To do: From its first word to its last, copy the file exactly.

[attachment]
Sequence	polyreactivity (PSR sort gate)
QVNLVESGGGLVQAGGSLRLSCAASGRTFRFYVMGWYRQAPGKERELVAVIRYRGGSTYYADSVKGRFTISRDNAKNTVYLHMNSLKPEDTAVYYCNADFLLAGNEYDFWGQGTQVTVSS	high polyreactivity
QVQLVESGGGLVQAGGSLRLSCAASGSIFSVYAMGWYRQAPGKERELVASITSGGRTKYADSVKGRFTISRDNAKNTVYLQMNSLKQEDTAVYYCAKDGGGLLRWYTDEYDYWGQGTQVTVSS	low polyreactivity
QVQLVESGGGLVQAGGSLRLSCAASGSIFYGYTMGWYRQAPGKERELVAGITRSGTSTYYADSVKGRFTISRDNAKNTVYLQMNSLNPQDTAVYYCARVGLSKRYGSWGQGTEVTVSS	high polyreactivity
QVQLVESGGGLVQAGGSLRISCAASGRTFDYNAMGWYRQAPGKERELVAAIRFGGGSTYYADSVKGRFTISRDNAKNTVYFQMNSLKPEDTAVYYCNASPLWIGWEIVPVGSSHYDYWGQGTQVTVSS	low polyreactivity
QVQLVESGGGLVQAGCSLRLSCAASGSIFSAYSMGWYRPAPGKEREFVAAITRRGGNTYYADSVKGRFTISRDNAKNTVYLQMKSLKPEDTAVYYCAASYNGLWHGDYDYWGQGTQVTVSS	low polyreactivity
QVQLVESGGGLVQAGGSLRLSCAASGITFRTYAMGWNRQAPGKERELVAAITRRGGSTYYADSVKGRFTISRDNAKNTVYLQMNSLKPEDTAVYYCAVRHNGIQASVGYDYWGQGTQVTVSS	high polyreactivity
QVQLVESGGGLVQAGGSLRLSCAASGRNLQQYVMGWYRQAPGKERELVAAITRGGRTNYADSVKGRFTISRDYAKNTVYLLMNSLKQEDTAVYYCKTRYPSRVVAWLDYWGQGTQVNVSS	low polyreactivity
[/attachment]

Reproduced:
Sequence	polyreactivity (PSR sort gate)
QVNLVESGGGLVQAGGSLRLSCAASGRTFRFYVMGWYRQAPGKERELVAVIRYRGGSTYYADSVKGRFTISRDNAKNTVYLHMNSLKPEDTAVYYCNADFLLAGNEYDFWGQGTQVTVSS	high polyreactivity
QVQLVESGGGLVQAGGSLRLSCAASGSIFSVYAMGWYRQAPGKERELVASITSGGRTKYADSVKGRFTISRDNAKNTVYLQMNSLKQEDTAVYYCAKDGGGLLRWYTDEYDYWGQGTQVTVSS	low polyreactivity
QVQLVESGGGLVQAGGSLRLSCAASGSIFYGYTMGWYRQAPGKERELVAGITRSGTSTYYADSVKGRFTISRDNAKNTVYLQMNSLNPQDTAVYYCARVGLSKRYGSWGQGTEVTVSS	high polyreactivity
QVQLVESGGGLVQAGGSLRISCAASGRTFDYNAMGWYRQAPGKERELVAAIRFGGGSTYYADSVKGRFTISRDNAKNTVYFQMNSLKPEDTAVYYCNASPLWIGWEIVPVGSSHYDYWGQGTQVTVSS	low polyreactivity
QVQLVESGGGLVQAGCSLRLSCAASGSIFSAYSMGWYRPAPGKEREFVAAITRRGGNTYYADSVKGRFTISRDNAKNTVYLQMKSLKPEDTAVYYCAASYNGLWHGDYDYWGQGTQVTVSS	low polyreactivity
QVQLVESGGGLVQAGGSLRLSCAASGITFRTYAMGWNRQAPGKERELVAAITRRGGSTYYADSVKGRFTISRDNAKNTVYLQMNSLKPEDTAVYYCAVRHNGIQASVGYDYWGQGTQVTVSS	high polyreactivity
QVQLVESGGGLVQAGGSLRLSCAASGRNLQQYVMGWYRQAPGKERELVAAITRGGRTNYADSVKGRFTISRDYAKNTVYLLMNSLKQEDTAVYYCKTRYPSRVVAWLDYWGQGTQVNVSS	low polyreactivity